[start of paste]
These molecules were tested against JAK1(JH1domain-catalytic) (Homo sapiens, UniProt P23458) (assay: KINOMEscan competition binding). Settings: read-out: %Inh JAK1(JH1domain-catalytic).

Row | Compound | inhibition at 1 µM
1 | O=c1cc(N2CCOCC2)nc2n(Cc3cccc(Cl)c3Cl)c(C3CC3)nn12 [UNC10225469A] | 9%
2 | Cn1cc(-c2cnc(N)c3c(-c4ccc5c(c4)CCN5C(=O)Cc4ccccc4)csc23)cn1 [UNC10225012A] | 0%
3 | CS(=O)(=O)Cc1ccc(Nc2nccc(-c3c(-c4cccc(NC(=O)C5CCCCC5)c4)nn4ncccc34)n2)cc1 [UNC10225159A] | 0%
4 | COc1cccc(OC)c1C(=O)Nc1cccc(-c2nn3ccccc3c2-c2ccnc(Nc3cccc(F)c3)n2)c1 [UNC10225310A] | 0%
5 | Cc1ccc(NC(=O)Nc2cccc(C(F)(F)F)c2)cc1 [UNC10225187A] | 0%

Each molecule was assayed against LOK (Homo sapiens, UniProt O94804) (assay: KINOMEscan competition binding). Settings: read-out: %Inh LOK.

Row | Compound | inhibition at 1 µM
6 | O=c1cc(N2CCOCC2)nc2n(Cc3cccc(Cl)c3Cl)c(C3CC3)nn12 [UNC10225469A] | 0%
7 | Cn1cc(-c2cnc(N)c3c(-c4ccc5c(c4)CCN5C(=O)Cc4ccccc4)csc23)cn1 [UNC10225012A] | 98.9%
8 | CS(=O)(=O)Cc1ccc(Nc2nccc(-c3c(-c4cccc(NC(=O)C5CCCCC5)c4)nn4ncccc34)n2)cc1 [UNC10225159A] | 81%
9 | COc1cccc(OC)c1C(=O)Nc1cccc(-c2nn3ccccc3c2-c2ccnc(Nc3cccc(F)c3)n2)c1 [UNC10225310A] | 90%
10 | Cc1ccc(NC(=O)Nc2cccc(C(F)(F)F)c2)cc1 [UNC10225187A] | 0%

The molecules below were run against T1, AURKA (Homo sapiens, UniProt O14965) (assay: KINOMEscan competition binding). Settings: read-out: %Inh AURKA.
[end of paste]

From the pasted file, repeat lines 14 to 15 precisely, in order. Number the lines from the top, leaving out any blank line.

10 | Cc1ccc(NC(=O)Nc2cccc(C(F)(F)F)c2)cc1 [UNC10225187A] | 0%

The molecules below were run against T1, AURKA (Homo sapiens, UniProt O14965) (assay: KINOMEscan competition binding). Settings: read-out: %Inh AURKA.